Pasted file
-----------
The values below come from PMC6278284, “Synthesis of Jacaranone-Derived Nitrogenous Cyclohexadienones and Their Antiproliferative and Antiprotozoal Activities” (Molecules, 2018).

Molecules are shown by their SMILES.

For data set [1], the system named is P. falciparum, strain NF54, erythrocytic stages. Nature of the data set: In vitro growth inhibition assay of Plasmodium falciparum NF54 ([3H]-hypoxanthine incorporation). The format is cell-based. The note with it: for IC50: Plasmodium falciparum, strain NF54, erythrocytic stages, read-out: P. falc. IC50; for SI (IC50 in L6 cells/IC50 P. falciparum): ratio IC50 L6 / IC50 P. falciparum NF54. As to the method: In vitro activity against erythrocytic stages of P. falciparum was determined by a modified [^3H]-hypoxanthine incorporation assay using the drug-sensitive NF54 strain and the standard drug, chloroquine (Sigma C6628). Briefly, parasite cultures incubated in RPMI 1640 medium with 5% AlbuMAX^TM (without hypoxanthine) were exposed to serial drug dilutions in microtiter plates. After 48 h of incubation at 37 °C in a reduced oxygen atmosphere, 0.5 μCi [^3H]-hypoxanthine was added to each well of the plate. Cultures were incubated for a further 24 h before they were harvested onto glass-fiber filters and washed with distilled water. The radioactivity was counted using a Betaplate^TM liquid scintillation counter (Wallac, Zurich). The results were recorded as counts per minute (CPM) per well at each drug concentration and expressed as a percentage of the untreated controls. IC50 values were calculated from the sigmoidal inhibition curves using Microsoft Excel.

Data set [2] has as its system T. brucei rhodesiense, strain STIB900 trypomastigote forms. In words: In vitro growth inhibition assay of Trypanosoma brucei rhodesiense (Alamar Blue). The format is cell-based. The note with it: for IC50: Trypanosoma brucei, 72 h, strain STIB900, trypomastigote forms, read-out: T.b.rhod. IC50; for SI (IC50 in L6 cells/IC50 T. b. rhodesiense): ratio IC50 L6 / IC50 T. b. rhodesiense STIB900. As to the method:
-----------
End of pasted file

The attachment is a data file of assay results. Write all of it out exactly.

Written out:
The values below come from PMC6278284, “Synthesis of Jacaranone-Derived Nitrogenous Cyclohexadienones and Their Antiproliferative and Antiprotozoal Activities” (Molecules, 2018).

Molecules are shown by their SMILES.

For data set [1], the system named is P. falciparum, strain NF54, erythrocytic stages. Nature of the data set: In vitro growth inhibition assay of Plasmodium falciparum NF54 ([3H]-hypoxanthine incorporation). The format is cell-based. The note with it: for IC50: Plasmodium falciparum, strain NF54, erythrocytic stages, read-out: P. falc. IC50; for SI (IC50 in L6 cells/IC50 P. falciparum): ratio IC50 L6 / IC50 P. falciparum NF54. As to the method: In vitro activity against erythrocytic stages of P. falciparum was determined by a modified [^3H]-hypoxanthine incorporation assay using the drug-sensitive NF54 strain and the standard drug, chloroquine (Sigma C6628). Briefly, parasite cultures incubated in RPMI 1640 medium with 5% AlbuMAX^TM (without hypoxanthine) were exposed to serial drug dilutions in microtiter plates. After 48 h of incubation at 37 °C in a reduced oxygen atmosphere, 0.5 μCi [^3H]-hypoxanthine was added to each well of the plate. Cultures were incubated for a further 24 h before they were harvested onto glass-fiber filters and washed with distilled water. The radioactivity was counted using a Betaplate^TM liquid scintillation counter (Wallac, Zurich). The results were recorded as counts per minute (CPM) per well at each drug concentration and expressed as a percentage of the untreated controls. IC50 values were calculated from the sigmoidal inhibition curves using Microsoft Excel.

Data set [2] has as its system T. brucei rhodesiense, strain STIB900 trypomastigote forms. In words: In vitro growth inhibition assay of Trypanosoma brucei rhodesiense (Alamar Blue). The format is cell-based. The note with it: for IC50: Trypanosoma brucei, 72 h, strain STIB900, trypomastigote forms, read-out: T.b.rhod. IC50; for SI (IC50 in L6 cells/IC50 T. b. rhodesiense): ratio IC50 L6 / IC50 T. b. rhodesiense STIB900. As to the method: